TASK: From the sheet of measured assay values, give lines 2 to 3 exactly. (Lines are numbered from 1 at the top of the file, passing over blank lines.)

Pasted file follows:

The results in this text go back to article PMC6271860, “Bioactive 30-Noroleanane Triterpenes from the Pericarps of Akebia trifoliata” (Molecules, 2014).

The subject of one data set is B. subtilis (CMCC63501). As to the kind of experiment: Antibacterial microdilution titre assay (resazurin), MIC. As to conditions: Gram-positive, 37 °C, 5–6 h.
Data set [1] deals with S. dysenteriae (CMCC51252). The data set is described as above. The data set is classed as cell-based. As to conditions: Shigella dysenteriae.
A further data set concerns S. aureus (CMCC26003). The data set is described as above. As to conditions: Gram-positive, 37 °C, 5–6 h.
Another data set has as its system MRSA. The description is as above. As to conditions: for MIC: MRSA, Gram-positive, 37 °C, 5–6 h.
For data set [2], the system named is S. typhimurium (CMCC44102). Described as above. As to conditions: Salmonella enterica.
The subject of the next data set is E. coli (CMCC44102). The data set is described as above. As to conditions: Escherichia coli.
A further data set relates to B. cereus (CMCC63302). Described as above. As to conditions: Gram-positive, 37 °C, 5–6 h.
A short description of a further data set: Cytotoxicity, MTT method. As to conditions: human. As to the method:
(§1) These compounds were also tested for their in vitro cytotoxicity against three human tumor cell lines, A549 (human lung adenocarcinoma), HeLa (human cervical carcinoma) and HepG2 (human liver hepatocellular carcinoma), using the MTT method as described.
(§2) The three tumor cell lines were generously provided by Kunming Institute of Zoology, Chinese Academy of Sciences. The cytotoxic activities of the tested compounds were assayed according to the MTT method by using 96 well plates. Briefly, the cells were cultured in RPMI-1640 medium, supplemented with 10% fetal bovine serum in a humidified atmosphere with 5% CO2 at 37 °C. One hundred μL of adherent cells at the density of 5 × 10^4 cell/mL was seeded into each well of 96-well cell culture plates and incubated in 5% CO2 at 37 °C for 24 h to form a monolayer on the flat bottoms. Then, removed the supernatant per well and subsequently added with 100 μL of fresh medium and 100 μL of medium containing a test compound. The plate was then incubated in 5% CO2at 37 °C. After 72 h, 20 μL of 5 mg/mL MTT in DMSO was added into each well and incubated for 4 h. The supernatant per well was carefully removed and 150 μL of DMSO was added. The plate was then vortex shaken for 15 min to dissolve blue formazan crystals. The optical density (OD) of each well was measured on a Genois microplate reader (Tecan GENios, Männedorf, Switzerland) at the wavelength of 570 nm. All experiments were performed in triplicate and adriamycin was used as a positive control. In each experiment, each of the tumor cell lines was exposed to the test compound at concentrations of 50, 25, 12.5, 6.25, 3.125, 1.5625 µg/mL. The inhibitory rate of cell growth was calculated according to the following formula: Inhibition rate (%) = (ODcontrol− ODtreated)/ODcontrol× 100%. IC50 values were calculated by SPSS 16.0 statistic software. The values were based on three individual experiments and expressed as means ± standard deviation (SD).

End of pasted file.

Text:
The subject of one data set is B. subtilis (CMCC63501). As to the kind of experiment: Antibacterial microdilution titre assay (resazurin), MIC. As to conditions: Gram-positive, 37 °C, 5–6 h.
Data set [1] deals with S. dysenteriae (CMCC51252). The data set is described as above. The data set is classed as cell-based. As to conditions: Shigella dysenteriae.